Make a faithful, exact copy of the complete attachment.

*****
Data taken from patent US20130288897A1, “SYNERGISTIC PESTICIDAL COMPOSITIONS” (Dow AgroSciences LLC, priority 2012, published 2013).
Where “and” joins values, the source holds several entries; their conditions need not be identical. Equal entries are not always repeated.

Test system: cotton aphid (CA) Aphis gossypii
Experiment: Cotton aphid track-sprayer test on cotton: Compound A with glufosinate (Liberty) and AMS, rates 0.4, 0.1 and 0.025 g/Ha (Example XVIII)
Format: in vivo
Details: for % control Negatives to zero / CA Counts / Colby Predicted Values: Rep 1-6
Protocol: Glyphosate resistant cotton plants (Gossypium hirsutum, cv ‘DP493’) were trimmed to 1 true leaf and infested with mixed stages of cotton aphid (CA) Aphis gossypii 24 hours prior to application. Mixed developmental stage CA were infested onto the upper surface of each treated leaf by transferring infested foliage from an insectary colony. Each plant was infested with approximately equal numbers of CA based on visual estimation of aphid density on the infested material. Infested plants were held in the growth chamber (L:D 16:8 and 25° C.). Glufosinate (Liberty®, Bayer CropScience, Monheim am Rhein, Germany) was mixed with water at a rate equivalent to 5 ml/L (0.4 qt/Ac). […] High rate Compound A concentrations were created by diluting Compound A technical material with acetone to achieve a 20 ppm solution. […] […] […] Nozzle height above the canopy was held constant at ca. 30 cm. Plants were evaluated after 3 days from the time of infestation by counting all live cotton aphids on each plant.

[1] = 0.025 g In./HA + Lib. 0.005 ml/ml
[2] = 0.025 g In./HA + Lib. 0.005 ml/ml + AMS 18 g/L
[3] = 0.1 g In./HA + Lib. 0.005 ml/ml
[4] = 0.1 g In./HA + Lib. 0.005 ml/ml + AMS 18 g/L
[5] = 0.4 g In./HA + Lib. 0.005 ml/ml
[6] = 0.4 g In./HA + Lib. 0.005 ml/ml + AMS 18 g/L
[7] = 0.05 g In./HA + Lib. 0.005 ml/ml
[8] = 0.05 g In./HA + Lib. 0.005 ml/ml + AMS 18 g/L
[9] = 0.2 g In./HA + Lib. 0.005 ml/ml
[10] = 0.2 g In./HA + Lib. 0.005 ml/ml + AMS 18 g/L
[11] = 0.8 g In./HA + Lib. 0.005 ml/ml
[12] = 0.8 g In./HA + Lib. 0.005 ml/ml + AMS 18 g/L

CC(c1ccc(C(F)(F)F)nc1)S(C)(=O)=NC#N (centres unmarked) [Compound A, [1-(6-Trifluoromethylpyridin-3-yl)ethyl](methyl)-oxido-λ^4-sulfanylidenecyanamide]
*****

Data taken from patent US20130288897A1, “SYNERGISTIC PESTICIDAL COMPOSITIONS” (Dow AgroSciences LLC, priority 2012, published 2013).
Where “and” joins values, the source holds several entries; their conditions need not be identical. Equal entries are not always repeated.

Test system: cotton aphid (CA) Aphis gossypii
Experiment: Cotton aphid track-sprayer test on cotton: Compound A with glufosinate (Liberty) and AMS, rates 0.4, 0.1 and 0.025 g/Ha (Example XVIII)
Format: in vivo
Details: for % control Negatives to zero / CA Counts / Colby Predicted Values: Rep 1-6
Protocol: Glyphosate resistant cotton plants (Gossypium hirsutum, cv ‘DP493’) were trimmed to 1 true leaf and infested with mixed stages of cotton aphid (CA) Aphis gossypii 24 hours prior to application. Mixed developmental stage CA were infested onto the upper surface of each treated leaf by transferring infested foliage from an insectary colony. Each plant was infested with approximately equal numbers of CA based on visual estimation of aphid density on the infested material. Infested plants were held in the growth chamber (L:D 16:8 and 25° C.). Glufosinate (Liberty®, Bayer CropScience, Monheim am Rhein, Germany) was mixed with water at a rate equivalent to 5 ml/L (0.4 qt/Ac). […] High rate Compound A concentrations were created by diluting Compound A technical material with acetone to achieve a 20 ppm solution. […] […] […] Nozzle height above the canopy was held constant at ca. 30 cm. Plants were evaluated after 3 days from the time of infestation by counting all live cotton aphids on each plant.

[1] = 0.025 g In./HA + Lib. 0.005 ml/ml
[2] = 0.025 g In./HA + Lib. 0.005 ml/ml + AMS 18 g/L
[3] = 0.1 g In./HA + Lib. 0.005 ml/ml
[4] = 0.1 g In./HA + Lib. 0.005 ml/ml + AMS 18 g/L
[5] = 0.4 g In./HA + Lib. 0.005 ml/ml
[6] = 0.4 g In./HA + Lib. 0.005 ml/ml + AMS 18 g/L
[7] = 0.05 g In./HA + Lib. 0.005 ml/ml
[8] = 0.05 g In./HA + Lib. 0.005 ml/ml + AMS 18 g/L
[9] = 0.2 g In./HA + Lib. 0.005 ml/ml
[10] = 0.2 g In./HA + Lib. 0.005 ml/ml + AMS 18 g/L
[11] = 0.8 g In./HA + Lib. 0.005 ml/ml
[12] = 0.8 g In./HA + Lib. 0.005 ml/ml + AMS 18 g/L

CC(c1ccc(C(F)(F)F)nc1)S(C)(=O)=NC#N (centres unmarked) [Compound A, [1-(6-Trifluoromethylpyridin-3-yl)ethyl](methyl)-oxido-λ^4-sulfanylidenecyanamide]